Cambrai 100: Remembering Nicholas Robert Colman

NICHOLAS ROBERT COLMAN

Nicholas Robert Colman was born on the 30th September 1897, and baptised on the 18th January 1898 in Gunthorpe parish church, the son of Daniel and Catherine Colman.[1]

Figure 1: From the Baptisms Register, Gunthorpe, 1898

Whilst the British Army WW1 Service Records 1914-1920 do not appear to have survived for Nicholas Robert Colman, there are some extant records for Robert Nicholas Colman, from Gunthorpe, Norfolk (which I assume to be the same person), and he enlisted at Norwich.[2]  He was awarded the 1914-15 Star, British war Medal, and Victory Medal.

Figure 2: British Army WW1
Medal Roll Index Card
for Nicholas Robert Colman

The Record of Soldiers Effects lists Nicholas as a Corporal and records that £14 19s 10d was paid to his father, Daniel, in April 1918, with a War Gratuity of £12 10s being paid in November 1919.[3]

The Cambrai Memorial commemorates more than 7,000 servicemen of the United Kingdom and South Africa who died in the Battle of Cambrai in November and December 1917 whose graves are not known.  The method of assault for the Cambrai operations was new, using tanks to break through the German wire with the infantry following under the cover of smoke barrages; but no preliminary artillery bombardment.  The attack began early on the 20th November 1917 and initial advances were remarkable, but by 22nd November a halt was called for rest and reorganisation which allowed the Germans to reinforce.  From 23rd to 28th November, fighting was concentrated almost entirely around Bourlon Wood and by 29th November, it was clear that the Germans were ready for a major counter attack.  During the fierce fighting of the next five days, much of the ground gained in the initial days of the attack was lost.[4]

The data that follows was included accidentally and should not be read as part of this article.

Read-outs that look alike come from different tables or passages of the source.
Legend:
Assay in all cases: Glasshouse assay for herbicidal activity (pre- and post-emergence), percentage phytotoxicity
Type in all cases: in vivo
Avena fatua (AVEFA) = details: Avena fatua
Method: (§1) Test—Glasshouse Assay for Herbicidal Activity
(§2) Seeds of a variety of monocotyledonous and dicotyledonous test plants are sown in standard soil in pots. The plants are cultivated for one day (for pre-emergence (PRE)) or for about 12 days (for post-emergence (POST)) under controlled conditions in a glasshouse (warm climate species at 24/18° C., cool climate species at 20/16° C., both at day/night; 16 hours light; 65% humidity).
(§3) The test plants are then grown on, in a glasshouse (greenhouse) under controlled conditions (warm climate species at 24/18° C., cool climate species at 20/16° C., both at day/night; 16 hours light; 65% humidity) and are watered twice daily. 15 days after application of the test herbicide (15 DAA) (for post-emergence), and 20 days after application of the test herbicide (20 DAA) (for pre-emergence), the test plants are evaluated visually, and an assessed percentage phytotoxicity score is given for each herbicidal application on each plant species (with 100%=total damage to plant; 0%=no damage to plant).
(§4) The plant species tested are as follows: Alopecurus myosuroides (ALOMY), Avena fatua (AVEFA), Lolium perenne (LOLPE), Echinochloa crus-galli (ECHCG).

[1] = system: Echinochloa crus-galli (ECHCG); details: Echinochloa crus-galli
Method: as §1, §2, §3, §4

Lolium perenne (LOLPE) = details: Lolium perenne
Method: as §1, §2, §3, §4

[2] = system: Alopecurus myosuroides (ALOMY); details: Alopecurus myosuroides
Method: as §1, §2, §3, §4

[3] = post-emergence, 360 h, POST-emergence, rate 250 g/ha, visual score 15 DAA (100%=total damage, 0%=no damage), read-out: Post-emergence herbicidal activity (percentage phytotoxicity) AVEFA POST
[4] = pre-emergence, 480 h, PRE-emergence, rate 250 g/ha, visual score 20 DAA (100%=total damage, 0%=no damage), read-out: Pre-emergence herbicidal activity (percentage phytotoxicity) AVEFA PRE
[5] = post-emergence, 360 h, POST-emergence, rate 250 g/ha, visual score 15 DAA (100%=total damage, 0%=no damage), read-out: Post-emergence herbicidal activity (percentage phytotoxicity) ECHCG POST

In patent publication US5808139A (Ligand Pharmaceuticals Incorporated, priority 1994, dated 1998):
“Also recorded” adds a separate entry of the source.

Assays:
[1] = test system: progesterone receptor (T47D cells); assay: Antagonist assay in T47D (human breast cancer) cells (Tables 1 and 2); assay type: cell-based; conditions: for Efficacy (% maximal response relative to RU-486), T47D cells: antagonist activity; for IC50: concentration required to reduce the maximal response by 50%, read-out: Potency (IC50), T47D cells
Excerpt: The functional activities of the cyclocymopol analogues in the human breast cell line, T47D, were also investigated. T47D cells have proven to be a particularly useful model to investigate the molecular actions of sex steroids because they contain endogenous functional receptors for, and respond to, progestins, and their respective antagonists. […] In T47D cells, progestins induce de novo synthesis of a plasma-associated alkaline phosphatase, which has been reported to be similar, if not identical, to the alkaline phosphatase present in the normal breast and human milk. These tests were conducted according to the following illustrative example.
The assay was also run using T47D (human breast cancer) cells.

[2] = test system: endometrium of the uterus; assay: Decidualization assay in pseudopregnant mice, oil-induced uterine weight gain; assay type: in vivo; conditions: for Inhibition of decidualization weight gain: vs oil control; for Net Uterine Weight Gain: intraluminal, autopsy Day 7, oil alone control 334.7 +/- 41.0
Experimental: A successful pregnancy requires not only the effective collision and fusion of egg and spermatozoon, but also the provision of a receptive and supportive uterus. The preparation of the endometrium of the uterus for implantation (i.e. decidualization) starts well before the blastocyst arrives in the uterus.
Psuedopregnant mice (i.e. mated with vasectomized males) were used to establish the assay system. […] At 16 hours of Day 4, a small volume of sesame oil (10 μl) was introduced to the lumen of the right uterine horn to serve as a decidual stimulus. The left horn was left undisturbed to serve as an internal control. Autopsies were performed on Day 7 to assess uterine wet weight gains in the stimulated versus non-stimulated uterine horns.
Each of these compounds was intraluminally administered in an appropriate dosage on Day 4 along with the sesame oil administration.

Nicholas was killed in action on the 30th November 1917.  He was 20 years old.  The War Diary for the 7th Battalion, the Norfolk Regiment[5] records that on that day, at

‘About 7am a very heavy Hun Barrage commenced, and at 7.40am he attacked, in mass in enormous numbers, from Gonnelieu, which he had just previously taken about 7.35am, and also from Banteaux.  The Bosh attacked the Battalion from the right flank and the front.  Our Lewis guns did splendid work, mowing down the enemy in large numbers, but by weight of numbers, he forced he Battalion to face back on to Battalion Headquarters in Bleak Trench and a strong point on our left front.  The Hun succeeded in surrounding many of our men, who were thereby forced to surrender.  We made a splendid fight and accounted for enormous numbers of the enemy.’

Casualties amongst the ‘Rank and File’ were: Killed 27, Wounded 89, Missing 204, Wounded and Missing 13.  The War Diary entry finishes with a note that:

‘During the Hun Counter Attack, the War Diary for November was unfortunately lost,* and the months’ Diary had to be complied from the only information available, which was very little indeed.   

* for “lost”, read “destroyed when the enemy attacked on Nov 30th”.’

Further research into Nicholas’ family reveals that his father,  Daniel Colman was baptised on the 29th December, 1867 in Briningham parish church, the son of Andrew and Celia Colman.[6] Daniel married Catherine Walkey Ledner on the 26th December 1886 in Briningham parish church.[7]  In the 1911 census for Swanton Novers, Daniel is recorded as aged 41, and a farm labourer; he died in 1950, aged 79, and is buried in Wood Norton.  Catherine was baptised on the 6th October 1859, in Morston parish church, the daughter of John and Mary Ledner.[8]  She died in 1935, aged 76, and is buried in Wood Norton.

The 1911 census reveals that the family were living in Spalding Lane, Swanton Novers, Melton Constable.  They had ten children, seven of whom were living at home when the census was taken:

Lilian Blanche Born: 1887, Briningham.[9]

In the 1911 census (Briston) Lilian is aged 24, and boarding with the Butters family.  Lilian married (i) Elgar Woods, 1912 (d. 1918);  and (ii) Frederick Fish, 1923.

Died: 1968 (Norwich), aged 81.

Henry George Born: 1888, Gunthorpe.[10]

In the 1911 census (Wood Norton), Henry is aged 23, and a waggoner on a farm.

Died: 31st October 1916, aged 28, the Somme.

Rosa Ellen Born: 1889, Gunthorpe; baptised 5th January 1890.[11]

In the 1911 census (Brinton) Rosa is aged 21, and a general servant (domestic) with the Westcott family.

Albert Richard Born: 10th February 1892, Gunthorpe.[12]

In the 1911 census (Wood Norton), Albert is aged 19, and a farm labourer.